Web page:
President Biden called the release of 24 hostages by Hamas on Friday “only a start, but so far it’s gone well.”
Speaking after Hamas freed hostages in Gaza and Israel released 39 Palestinian prisoners and detainees — the first exchange under their four-day truce — Mr. Biden predicted that more hostages would be released.
No Americans were among the first group of hostages freed, but Mr. Biden said his “hope and expectation” was that they would be released soon.
Mr. Biden, speaking from Nantucket, Mass., where he spent Thanksgiving with his family, said “the chances are real” that the pause could open the door to a longer cease-fire. He remains in contact with the leaders of Qatar, Egypt and Israel “to make sure this stays on track and every aspect of the deal is implemented.” Israel had already agreed to extend the truce if Hamas released at least 10 additional hostages per day.
Asked if he trusts Hamas to uphold its end of the deal, Mr. Biden said, “I don’t trust Hamas to do anything right. I only trust Hamas to respond to pressure.”
Marc Polymeropoulos, a former C.I.A. operations officer who has spent extensive time in the Middle East, said he believed Mr. Biden would face tremendous pressure from Democrats, Arab leaders and others in the international community to press for a permanent cease-fire.
“I think he’ll give Israel some runway, but pressure on him is growing,” Mr. Polymeropoulos said. The looming question after the four-day pause, he said, is “What happens on Day 5?”
The Israeli army has a mission to destroy Hamas, which Prime Minister Benjamin Netanyahu of Israel said is not yet over. By some estimates, just over 2,000 Hamas fighters have been killed out of 40,000.
“So, the fight is far from over if the objective remains the elimination of Hamas,” said Mick Mulroy, a former deputy assistant secretary of defense for the Middle East.
Those freed on Friday included 13 Israeli women and children, 10 Thai citizens and one Filipino, according to Qatari officials. They were among more than 200 hostages that Hamas has held captive since its forces entered Israel on Oct. 7 to massacre and kidnap civilians. The cease-fire deal, negotiated over weeks by the United States, Qatar and Egypt, included the release of 150 Palestinian prisoners held by Israel.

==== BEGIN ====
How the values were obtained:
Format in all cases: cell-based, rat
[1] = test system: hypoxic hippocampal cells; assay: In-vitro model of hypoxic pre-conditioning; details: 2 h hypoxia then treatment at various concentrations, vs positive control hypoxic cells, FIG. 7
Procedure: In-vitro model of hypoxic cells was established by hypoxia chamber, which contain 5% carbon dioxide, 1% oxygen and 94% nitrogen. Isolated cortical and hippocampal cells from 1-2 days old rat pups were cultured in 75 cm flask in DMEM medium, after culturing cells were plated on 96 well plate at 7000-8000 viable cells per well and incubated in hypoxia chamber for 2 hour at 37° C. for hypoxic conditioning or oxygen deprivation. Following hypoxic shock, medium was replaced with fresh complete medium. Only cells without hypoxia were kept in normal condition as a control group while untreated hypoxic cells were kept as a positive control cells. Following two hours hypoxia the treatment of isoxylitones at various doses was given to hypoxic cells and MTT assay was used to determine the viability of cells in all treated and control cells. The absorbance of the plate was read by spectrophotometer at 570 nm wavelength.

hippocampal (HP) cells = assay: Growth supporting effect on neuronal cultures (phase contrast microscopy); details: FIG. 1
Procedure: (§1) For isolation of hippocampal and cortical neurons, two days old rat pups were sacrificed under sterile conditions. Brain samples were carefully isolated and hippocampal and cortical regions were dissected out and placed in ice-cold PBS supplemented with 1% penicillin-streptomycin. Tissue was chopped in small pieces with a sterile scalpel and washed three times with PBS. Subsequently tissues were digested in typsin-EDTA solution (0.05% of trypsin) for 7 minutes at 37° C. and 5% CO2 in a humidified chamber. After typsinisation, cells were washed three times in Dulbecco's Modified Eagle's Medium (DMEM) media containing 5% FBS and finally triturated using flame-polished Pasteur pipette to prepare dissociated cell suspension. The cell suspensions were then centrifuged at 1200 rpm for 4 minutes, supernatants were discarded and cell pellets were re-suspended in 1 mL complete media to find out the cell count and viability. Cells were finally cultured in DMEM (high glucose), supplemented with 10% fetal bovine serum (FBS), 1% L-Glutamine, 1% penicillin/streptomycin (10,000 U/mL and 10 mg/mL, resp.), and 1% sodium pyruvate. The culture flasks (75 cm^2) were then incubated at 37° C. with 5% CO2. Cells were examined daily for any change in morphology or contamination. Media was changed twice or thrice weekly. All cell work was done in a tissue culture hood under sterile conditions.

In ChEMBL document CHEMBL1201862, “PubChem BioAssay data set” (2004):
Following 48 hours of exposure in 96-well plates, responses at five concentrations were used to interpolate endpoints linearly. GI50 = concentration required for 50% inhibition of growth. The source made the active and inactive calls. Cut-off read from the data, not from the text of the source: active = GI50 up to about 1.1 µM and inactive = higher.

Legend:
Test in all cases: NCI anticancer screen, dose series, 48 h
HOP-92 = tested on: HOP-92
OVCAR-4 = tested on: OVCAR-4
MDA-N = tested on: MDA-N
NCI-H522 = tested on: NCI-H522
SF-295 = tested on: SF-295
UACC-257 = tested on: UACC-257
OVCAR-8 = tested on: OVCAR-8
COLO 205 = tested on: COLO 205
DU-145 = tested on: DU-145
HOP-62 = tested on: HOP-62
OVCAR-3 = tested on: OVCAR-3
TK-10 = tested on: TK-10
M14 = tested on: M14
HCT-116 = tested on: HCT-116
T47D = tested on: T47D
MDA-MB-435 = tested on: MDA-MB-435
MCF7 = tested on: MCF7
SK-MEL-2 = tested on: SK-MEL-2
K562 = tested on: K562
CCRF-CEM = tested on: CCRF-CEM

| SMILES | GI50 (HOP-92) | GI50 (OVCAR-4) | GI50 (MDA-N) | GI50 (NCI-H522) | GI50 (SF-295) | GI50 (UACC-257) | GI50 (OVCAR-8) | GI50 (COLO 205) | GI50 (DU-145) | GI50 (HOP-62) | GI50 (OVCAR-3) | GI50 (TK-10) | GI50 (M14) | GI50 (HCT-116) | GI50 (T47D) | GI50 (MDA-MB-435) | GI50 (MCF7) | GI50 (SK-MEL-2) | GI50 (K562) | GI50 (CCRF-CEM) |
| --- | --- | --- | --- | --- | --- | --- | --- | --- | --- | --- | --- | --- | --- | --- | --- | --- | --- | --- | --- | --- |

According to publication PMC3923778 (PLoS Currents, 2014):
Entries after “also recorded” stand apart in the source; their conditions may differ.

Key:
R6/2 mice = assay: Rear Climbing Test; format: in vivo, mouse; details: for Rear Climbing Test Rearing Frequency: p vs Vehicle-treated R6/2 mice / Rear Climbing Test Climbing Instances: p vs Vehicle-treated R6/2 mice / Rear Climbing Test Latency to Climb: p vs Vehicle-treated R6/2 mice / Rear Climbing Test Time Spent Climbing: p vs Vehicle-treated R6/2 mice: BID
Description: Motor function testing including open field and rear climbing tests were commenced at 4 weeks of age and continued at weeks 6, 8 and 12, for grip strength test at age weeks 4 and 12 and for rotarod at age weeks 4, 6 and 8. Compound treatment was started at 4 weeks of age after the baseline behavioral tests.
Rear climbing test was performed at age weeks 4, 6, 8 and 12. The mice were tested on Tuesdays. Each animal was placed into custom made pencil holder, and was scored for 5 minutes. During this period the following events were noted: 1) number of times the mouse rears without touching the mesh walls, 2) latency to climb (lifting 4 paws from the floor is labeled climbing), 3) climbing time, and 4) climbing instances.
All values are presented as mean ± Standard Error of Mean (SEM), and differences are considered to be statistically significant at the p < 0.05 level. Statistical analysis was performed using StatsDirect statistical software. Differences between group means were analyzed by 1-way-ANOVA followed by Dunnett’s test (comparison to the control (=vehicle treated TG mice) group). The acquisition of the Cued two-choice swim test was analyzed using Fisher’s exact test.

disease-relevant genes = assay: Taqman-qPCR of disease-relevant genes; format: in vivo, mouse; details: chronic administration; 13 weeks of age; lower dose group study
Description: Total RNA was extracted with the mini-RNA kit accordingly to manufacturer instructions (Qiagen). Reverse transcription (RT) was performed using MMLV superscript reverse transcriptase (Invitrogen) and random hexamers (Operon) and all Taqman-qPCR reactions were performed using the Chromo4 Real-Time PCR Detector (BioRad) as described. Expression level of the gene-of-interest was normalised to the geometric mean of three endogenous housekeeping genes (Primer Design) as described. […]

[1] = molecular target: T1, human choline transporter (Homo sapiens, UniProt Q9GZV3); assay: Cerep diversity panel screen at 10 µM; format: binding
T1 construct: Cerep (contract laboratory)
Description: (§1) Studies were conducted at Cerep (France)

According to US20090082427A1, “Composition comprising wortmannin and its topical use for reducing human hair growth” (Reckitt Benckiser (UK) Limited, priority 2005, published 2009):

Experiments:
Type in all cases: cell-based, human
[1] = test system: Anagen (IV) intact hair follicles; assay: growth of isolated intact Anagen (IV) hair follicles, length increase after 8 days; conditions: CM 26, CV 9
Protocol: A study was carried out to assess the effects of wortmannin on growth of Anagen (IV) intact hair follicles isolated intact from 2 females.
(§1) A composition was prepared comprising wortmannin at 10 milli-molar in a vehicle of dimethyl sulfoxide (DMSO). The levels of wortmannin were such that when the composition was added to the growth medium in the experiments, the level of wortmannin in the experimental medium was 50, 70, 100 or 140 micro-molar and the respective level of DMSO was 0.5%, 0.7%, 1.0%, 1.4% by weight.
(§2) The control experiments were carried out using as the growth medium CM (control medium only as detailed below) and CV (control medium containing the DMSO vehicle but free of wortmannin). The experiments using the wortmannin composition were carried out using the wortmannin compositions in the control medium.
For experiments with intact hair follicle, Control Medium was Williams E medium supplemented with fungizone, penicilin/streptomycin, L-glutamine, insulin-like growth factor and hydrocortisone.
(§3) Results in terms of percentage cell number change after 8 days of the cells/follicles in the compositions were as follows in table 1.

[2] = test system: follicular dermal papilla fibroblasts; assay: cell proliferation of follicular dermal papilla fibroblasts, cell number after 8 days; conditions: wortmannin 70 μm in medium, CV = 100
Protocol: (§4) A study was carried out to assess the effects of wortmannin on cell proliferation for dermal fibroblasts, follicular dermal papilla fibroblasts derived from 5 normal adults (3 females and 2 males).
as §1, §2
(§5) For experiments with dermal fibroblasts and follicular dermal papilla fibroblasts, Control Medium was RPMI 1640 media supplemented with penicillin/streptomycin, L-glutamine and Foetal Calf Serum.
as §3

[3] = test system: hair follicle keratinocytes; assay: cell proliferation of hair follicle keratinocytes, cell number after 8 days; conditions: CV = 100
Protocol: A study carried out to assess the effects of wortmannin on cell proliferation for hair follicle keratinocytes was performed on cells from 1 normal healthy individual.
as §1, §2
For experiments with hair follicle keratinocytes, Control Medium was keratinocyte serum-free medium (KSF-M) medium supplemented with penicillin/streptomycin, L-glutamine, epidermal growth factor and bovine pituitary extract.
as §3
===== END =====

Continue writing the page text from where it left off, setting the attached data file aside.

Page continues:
Mr. Biden said that U.S. officials did not know the names or conditions of Americans or other hostages slated for release.
On Friday evening Mr. Biden attended a Christmas tree-lighting ceremony in downtown Nantucket. A handful of protesters holding “Free Palestine” shouted repeatedly, “Biden, Biden, you can’t hide. We charge you with genocide,” until a man went to a microphone asking them to stop and to remind them, “this is a community tree lighting.”
More than 140 trucks carrying fuel, medicine and humanitarian aid had entered Gaza from Egypt on Friday, according to the U.N. humanitarian office. “Hundreds more trucks are getting in position as well, ready to enter Gaza over the coming days to support Palestinians who are suffering greatly because of this war that Hamas has unleashed,” Mr. Biden said.
The Israeli military now occupies much of the northern half of the Gaza Strip, and some 1.7 million of Gaza’s 2.3 million Palestinian residents have been forced to flee their homes.
Mr. Biden put the blame for that squarely on Hamas. “Hamas doesn’t give a damn about them,” he said.
Julian Barnes contributed reporting.